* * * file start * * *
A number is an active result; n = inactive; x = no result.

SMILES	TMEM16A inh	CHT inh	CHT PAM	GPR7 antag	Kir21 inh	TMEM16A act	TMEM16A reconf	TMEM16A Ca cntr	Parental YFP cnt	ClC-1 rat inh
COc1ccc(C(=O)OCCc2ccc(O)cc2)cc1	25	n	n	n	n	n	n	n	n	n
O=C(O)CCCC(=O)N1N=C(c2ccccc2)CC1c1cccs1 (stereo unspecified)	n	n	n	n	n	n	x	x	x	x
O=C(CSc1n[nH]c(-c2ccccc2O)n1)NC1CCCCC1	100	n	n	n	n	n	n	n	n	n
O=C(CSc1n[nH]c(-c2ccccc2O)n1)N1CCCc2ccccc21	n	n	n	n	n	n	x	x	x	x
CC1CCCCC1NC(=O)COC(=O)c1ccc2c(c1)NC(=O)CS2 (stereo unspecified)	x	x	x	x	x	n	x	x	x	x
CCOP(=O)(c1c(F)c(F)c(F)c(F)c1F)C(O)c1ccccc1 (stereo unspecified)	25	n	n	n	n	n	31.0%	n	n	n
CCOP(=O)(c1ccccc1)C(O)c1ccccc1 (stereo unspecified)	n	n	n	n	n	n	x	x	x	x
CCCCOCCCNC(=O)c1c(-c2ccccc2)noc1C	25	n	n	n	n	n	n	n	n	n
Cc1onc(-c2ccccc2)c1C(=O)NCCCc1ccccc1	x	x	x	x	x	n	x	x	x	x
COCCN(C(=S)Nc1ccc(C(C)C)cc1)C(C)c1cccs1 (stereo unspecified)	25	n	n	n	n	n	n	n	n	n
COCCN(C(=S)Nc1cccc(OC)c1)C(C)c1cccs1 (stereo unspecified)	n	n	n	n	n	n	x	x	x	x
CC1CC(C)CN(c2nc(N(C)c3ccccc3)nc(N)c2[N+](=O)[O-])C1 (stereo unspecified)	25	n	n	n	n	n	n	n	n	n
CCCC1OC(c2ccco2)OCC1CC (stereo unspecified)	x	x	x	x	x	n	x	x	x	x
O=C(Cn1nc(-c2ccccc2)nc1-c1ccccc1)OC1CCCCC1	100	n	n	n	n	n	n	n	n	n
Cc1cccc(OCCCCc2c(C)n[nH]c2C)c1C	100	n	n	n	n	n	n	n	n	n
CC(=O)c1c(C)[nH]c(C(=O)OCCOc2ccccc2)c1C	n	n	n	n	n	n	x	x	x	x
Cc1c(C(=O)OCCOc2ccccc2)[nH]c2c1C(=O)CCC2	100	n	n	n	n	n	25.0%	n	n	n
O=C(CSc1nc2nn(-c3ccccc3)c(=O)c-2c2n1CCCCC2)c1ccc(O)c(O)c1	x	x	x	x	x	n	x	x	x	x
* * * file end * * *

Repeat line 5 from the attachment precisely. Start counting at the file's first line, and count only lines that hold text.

O=C(CSc1n[nH]c(-c2ccccc2O)n1)NC1CCCCC1	100	n	n	n	n	n	n	n	n	n